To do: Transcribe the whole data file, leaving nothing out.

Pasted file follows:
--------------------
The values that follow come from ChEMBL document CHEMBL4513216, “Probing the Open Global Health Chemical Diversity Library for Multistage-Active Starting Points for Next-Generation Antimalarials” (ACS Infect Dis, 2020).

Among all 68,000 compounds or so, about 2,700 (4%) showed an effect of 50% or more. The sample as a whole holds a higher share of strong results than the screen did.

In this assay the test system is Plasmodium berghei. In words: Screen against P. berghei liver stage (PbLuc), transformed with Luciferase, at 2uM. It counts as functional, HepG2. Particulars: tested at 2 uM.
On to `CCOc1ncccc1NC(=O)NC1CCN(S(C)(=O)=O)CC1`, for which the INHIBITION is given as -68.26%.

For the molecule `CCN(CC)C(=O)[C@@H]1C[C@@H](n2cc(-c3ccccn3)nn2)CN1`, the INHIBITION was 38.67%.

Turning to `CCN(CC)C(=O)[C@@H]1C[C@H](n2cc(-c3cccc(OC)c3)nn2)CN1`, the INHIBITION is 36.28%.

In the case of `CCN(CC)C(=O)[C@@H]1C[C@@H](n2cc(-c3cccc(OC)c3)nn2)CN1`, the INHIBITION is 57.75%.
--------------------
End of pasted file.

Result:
The values that follow come from ChEMBL document CHEMBL4513216, “Probing the Open Global Health Chemical Diversity Library for Multistage-Active Starting Points for Next-Generation Antimalarials” (ACS Infect Dis, 2020).

Among all 68,000 compounds or so, about 2,700 (4%) showed an effect of 50% or more. The sample as a whole holds a higher share of strong results than the screen did.

In this assay the test system is Plasmodium berghei. In words: Screen against P. berghei liver stage (PbLuc), transformed with Luciferase, at 2uM. It counts as functional, HepG2. Particulars: tested at 2 uM.
On to `CCOc1ncccc1NC(=O)NC1CCN(S(C)(=O)=O)CC1`, for which the INHIBITION is given as -68.26%.

For the molecule `CCN(CC)C(=O)[C@@H]1C[C@@H](n2cc(-c3ccccn3)nn2)CN1`, the INHIBITION was 38.67%.

Turning to `CCN(CC)C(=O)[C@@H]1C[C@H](n2cc(-c3cccc(OC)c3)nn2)CN1`, the INHIBITION is 36.28%.

In the case of `CCN(CC)C(=O)[C@@H]1C[C@@H](n2cc(-c3cccc(OC)c3)nn2)CN1`, the INHIBITION is 57.75%.